News Release

Want to cut US heart risks? Get more people into primary care, study suggests

Most care to address the “Essential Eight” risk factors for heart disease and stroke happens in general-care settings, but many with high risk don’t go

Peer-Reviewed Publication

Michigan Medicine - University of Michigan

When someone has a heart attack or a stroke, specialized care can give them the best chance of surviving.

But when it comes to preventing those problems in the first place, most essential care happens in general primary care clinics, a new study suggests. Or it doesn’t happen at all, if someone can’t, won’t or doesn’t take the time to see a primary care doctor or nurse practitioner.

The study finds that a majority of people with any of these key measures for improving and maintaining cardiovascular health, and the majority of those taking medication to control four of those measures, saw only a primary care clinician in the past year, compared with those who saw a cardiologist alone or in addition to seeing a primary care provider.

The study focuses on seven of what the American Heart Association calls “Life’s Essential Eight” controllable risk factors for cardiovascular disease: high cholesterol, high blood pressure, diabetes, very high body mass index, tobacco use, low exercise and sleep problems such as insomnia. The data source used in the study doesn’t include information about the eighth risk factor, healthy food intake.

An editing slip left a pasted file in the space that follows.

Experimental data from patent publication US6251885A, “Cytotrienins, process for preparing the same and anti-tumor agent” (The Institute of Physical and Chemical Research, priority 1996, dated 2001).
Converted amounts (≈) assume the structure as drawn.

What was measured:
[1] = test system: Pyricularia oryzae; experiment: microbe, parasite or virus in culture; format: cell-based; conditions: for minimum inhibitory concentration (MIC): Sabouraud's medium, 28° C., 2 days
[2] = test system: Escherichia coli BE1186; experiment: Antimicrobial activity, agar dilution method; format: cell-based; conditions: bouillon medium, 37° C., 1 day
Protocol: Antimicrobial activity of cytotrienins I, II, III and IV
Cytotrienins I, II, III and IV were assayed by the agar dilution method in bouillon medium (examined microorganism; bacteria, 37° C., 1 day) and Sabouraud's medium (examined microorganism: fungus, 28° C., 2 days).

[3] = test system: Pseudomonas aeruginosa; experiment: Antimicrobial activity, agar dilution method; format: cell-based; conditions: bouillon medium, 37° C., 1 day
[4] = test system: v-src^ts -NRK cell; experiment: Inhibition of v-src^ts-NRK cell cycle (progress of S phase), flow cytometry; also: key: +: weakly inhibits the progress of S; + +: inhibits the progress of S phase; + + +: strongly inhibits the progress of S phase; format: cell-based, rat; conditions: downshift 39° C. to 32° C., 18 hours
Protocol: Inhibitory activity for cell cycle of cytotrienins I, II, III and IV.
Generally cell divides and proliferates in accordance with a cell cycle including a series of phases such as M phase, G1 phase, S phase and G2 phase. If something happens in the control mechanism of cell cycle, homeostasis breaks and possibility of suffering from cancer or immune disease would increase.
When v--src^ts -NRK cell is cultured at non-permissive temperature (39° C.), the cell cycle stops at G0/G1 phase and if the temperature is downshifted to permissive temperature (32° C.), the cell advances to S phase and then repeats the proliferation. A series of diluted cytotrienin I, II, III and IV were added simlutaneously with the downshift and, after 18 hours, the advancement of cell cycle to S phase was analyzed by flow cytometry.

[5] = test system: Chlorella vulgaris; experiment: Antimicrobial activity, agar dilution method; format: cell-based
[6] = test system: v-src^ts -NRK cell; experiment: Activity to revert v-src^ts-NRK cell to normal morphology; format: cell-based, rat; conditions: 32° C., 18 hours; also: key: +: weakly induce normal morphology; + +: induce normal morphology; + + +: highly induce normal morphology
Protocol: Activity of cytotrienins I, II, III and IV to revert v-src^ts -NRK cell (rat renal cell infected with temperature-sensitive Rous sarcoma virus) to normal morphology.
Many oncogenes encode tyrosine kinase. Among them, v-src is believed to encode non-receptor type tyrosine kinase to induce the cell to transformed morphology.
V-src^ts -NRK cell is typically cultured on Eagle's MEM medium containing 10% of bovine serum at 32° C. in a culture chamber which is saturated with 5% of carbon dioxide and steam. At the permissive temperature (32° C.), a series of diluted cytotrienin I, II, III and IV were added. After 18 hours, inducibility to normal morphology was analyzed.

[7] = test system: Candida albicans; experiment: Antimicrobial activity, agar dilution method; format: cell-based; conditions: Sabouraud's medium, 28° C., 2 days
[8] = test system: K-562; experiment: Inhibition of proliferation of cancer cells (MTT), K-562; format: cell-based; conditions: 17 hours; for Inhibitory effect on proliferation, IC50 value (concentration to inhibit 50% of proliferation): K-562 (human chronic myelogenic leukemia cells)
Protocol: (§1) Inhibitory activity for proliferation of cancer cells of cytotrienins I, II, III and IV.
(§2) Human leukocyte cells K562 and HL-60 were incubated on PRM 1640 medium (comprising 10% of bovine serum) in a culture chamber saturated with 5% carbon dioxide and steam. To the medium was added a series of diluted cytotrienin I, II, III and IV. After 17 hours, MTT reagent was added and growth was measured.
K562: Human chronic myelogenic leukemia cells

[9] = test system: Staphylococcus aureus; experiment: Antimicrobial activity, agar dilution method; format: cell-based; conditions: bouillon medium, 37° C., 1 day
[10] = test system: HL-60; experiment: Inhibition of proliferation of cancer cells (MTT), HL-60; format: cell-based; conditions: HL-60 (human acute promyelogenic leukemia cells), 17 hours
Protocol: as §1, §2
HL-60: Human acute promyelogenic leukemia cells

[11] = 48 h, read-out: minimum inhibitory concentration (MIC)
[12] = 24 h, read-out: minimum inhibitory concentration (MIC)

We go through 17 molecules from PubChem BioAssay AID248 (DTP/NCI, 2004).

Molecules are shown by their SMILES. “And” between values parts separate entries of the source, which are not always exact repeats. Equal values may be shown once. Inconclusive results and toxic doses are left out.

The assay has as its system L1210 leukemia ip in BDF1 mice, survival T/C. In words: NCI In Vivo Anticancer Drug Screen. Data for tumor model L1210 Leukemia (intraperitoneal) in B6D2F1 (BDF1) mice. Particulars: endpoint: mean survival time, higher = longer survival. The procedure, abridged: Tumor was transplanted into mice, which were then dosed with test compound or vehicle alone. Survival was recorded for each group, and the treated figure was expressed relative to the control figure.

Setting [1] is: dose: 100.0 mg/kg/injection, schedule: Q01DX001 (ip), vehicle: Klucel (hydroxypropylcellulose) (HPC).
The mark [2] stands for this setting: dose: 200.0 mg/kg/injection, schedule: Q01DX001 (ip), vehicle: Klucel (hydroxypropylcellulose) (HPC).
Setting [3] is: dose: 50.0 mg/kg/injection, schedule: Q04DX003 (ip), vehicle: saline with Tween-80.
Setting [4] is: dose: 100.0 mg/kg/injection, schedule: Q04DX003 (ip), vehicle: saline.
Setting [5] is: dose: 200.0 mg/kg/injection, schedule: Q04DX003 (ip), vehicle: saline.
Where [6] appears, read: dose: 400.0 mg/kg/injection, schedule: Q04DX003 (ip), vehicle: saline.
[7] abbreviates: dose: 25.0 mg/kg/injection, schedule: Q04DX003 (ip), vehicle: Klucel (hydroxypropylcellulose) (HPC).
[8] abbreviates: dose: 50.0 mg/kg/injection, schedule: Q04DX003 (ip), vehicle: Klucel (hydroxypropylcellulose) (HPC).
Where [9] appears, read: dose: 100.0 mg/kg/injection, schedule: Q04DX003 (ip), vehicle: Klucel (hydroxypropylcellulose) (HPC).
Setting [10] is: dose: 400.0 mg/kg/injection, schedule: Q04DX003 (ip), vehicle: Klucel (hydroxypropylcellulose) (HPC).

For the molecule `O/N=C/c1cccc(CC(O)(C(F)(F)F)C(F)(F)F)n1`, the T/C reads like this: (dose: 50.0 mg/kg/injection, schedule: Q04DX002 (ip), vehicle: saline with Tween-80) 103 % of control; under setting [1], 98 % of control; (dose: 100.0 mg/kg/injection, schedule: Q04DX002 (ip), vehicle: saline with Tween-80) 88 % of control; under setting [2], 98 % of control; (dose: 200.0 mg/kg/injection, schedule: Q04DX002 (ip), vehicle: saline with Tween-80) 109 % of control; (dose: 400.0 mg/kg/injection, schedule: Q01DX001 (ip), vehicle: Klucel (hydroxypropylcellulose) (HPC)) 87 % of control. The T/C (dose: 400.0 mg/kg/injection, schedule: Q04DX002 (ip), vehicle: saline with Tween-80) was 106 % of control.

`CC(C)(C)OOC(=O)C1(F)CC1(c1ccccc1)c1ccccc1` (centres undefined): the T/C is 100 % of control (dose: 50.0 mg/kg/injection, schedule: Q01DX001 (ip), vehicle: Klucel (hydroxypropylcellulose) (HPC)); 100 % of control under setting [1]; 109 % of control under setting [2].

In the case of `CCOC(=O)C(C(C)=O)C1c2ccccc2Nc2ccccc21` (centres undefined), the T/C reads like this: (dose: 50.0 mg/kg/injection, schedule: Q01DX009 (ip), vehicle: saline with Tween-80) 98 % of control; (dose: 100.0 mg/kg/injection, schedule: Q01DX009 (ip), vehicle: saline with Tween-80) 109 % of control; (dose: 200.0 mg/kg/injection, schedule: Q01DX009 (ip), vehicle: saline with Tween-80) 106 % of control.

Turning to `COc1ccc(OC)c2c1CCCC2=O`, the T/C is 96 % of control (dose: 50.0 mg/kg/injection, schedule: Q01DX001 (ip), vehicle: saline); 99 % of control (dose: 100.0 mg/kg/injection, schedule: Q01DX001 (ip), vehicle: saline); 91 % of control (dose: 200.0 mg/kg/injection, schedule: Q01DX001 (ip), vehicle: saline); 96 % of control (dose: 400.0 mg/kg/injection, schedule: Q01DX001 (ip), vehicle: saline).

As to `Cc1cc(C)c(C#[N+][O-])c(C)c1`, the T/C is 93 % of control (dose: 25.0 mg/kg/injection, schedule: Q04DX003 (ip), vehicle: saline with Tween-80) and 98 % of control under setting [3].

The study also finds that large percentages of people with these major cardiovascular risk factors didn’t see either type of health care provider in the past year, even if they said they were taking medications to control their blood pressure, cholesterol, blood sugar or stop smoking.

More than 50% of all tobacco users, 44% of those who say they have low levels of physical activity, and 38% of those with severe obesity said they hadn’t seen a primary care provider or cardiologist in the last year. Even among those taking medication to control cardiovascular risk factors, 15% to 20% said they hadn’t seen any provider in the past year.

The study is published in Circulation: Quality and Outcomes by a team from Michigan Medicine, the University of Michigan’s academic medical center, OhioHealth, and Weill Cornell Medicine.

 They used data from more than 66,000 adults interviewed in-depth about their health and health care in the last year, through the nationally representative Medical Expenditure Panel Survey conducted by the federal government.

Lead author Jeremy Sussman, M.D., M.Sc., and co-author Madeline Sterling, M.D., M.P.H., serve on the American Heart Association’s Primary Care Science Committee, which is working on a report on the role of primary care in cardiovascular health.

“As a society we need to recognize that preventing common conditions requires providers who can see patients often, and see the whole patient, which is the role of primary care,” said Sussman, a general internist and associate professor in the U-M Department of Internal Medicine. “While cardiovascular care guidelines are often written by specialists and subspecialists, this study shows that access to primary care is crucial to preventing or delaying some of the most common causes of death in the nation.”